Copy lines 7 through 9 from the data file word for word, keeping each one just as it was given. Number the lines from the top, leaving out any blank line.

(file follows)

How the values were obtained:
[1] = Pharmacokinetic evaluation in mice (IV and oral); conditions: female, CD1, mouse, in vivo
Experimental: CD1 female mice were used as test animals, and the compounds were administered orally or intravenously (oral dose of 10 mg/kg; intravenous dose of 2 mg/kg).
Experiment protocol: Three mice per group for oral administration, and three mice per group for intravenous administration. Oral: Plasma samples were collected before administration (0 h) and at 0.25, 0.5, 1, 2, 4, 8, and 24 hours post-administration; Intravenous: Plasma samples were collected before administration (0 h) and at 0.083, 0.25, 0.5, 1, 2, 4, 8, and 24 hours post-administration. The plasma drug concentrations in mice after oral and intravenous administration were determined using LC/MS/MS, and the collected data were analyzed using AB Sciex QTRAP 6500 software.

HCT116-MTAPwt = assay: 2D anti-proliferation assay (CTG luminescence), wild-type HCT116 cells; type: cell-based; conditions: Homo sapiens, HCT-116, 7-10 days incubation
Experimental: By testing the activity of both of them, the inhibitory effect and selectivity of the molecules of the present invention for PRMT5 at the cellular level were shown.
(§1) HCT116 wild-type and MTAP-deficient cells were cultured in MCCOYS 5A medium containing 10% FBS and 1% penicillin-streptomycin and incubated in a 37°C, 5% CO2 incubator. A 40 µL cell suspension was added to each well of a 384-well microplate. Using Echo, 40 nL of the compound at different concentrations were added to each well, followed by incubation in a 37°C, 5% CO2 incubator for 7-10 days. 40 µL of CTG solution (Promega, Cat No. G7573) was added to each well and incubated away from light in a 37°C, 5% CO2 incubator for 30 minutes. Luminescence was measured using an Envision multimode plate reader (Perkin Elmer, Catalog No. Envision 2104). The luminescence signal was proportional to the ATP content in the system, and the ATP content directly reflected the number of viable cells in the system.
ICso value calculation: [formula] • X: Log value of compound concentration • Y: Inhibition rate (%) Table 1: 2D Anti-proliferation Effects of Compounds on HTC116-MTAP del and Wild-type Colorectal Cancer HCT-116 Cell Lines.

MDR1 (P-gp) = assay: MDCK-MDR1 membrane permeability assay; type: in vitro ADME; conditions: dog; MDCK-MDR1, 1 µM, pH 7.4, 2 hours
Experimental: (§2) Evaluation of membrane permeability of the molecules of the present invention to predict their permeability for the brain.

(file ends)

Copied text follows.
(§1) HCT116 wild-type and MTAP-deficient cells were cultured in MCCOYS 5A medium containing 10% FBS and 1% penicillin-streptomycin and incubated in a 37°C, 5% CO2 incubator. A 40 µL cell suspension was added to each well of a 384-well microplate. Using Echo, 40 nL of the compound at different concentrations were added to each well, followed by incubation in a 37°C, 5% CO2 incubator for 7-10 days. 40 µL of CTG solution (Promega, Cat No. G7573) was added to each well and incubated away from light in a 37°C, 5% CO2 incubator for 30 minutes. Luminescence was measured using an Envision multimode plate reader (Perkin Elmer, Catalog No. Envision 2104). The luminescence signal was proportional to the ATP content in the system, and the ATP content directly reflected the number of viable cells in the system.
ICso value calculation: [formula] • X: Log value of compound concentration • Y: Inhibition rate (%) Table 1: 2D Anti-proliferation Effects of Compounds on HTC116-MTAP del and Wild-type Colorectal Cancer HCT-116 Cell Lines.

MDR1 (P-gp) = assay: MDCK-MDR1 membrane permeability assay; type: in vitro ADME; conditions: dog; MDCK-MDR1, 1 µM, pH 7.4, 2 hours